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Television’s streaming revolution is starting to look like a rerun.
At the Milken Institute Global Conference in Beverly Hills on Wednesday, media executives deliberated over the future of online streaming, the disruptive technology that has changed the way content is distributed and consumed. But some of those changes, it turns out, may not be so transformative; from the reemergence of commercials to bundled subscriptions, the future of TV may end up looking a lot like its past.
“I think we are going to see a great re-bundle,” said Marc Graboff, Discovery’s president of global business and legal affairs. “Eventually, there will be a limited number—three, four or whatever it is— of platforms that people will go to get their content.”
Graboff was referring to how deep-pocketed tech titans like Amazon or Apple may ultimately roll up rival streaming services into single consumer offerings on their own platforms. He noted that it would be a lot like the days when TV was dominated by just three networks: ABC, NBC and CBS.
The panel discussion came in the wake of Netflix’s stunning first-quarter earnings report, when the streaming giant disclosed that it lost subscribers for the first time in more than a decade and expects to lose another 2 million in the current quarter. Netflix is now in the midst of a reckoning, laying off staffers and re-considering its long-standing opposition to advertising. That’s because its competitors—including those on stage Wednesday—have shown that consumers are willing to watch commercials if it means paying less per month.
“I think now, with what we’re seeing with the streaming engine starting to sputter, that might not necessarily be the best place to be investing,” said Jordan Fudge, producer and founder of New Slate Ventures, a film and TV investment fund. Fudge added that investing in the next generation of production companies might make more sense instead—citing Reese Witherspoon’s Blackstone-backed Hello Sunshine as an example.
Even linear TV—left for dead by many as consumers increasingly cut the cord—isn’t looking so bad these days. Jackal Group chairman and CEO Gail Berman, formerly president of Paramount Pictures and head of entertainment at Fox Broadcasting Company, noted that streaming services have limited how much money content producers can reap from their shows. By contrast, hit shows on linear TV can generate revenue streams that last for years.
“Obviously, there are issues in streaming now, which leads me to think that linear is probably not a bad place to start thinking or rethinking,” Berman said.
Movie theaters were another medium believed to be doomed amid the pandemic as consumers were either forced or chose to stay home. Media giants like Disney and Warner Media (the latter having recently merged with Discovery) opted to release blockbuster films directly to streaming services the same day they hit theaters. Critics say that strategy has boosted streamers at the expense of theaters, actors and production studios.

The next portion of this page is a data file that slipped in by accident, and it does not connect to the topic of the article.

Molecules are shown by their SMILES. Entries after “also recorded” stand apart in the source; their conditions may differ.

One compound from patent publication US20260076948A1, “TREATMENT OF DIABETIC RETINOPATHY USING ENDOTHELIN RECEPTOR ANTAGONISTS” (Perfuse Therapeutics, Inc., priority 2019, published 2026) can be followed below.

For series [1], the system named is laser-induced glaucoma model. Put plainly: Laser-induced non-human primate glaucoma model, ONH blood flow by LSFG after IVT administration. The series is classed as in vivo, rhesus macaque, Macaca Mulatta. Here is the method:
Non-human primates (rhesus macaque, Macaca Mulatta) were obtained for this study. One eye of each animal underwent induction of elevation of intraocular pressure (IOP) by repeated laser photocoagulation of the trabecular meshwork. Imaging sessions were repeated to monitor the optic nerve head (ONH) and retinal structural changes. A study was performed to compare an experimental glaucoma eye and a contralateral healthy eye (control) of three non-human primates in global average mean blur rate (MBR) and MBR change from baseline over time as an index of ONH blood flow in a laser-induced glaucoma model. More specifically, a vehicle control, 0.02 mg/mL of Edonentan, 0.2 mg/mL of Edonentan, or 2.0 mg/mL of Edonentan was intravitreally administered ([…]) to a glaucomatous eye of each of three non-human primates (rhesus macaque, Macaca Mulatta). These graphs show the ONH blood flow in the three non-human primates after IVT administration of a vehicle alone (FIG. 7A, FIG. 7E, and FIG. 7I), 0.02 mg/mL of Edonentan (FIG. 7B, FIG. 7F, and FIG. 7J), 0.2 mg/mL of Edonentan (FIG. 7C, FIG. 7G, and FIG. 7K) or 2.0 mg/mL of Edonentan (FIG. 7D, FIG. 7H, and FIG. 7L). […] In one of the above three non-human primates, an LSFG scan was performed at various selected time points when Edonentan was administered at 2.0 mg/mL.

But on Wednesday, the media executives on hand said they believe that streaming services and movie theaters can complement each other. Tanya Giles, Paramount Streaming’s chief programming officer, noted that her company put the “Sonic The Hedgehog” movie on Paramount+ to promote its sequel in theaters. That said, the panelists agreed that theaters will likely have to deal with shorter exclusive distribution windows before movies become available to audiences at home.
“When television came along, people thought it was the death of movie theaters,” Graboff said. “It’s not—it’s all additive.”
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The pandemic-era trend of Hollywood studios releasing new blockbusters on streaming apps has sparked yet another lawsuit—this time against Warner Bros. and its rollout of the new “Matrix” sequel.
Village Roadshow Entertainment Group, co-producer of “The Matrix Resurrections,” sued Warner Bros. in Los Angeles Superior Court on Monday, claiming breach of contract over the studio’s move to release the film simultaneously on HBO Max and in movie theaters.
The suit, first reported by the Wall Street Journal, alleges that Warner Bros. released the “Matrix” sequel on HBO Max in order to prop up the streaming service—despite knowing that “doing so would cannibalize box office sales and pave the way for massive piracy,” Village Roadshow said in a statement. Warner Bros. and HBO Max are both owned by parent company WarnerMedia.
According to the complaint, Warner Bros. is required to "distribute each film in a manner 'consistent with industry standards' and 'consistent with customary commercial practices in the motion picture industry.’” Instead of doing that via an exclusive theatrical release window, the studio released “The Matrix Resurrections” on HBO Max in December on the same day of the film's theatrical release, Village Roadshow claims.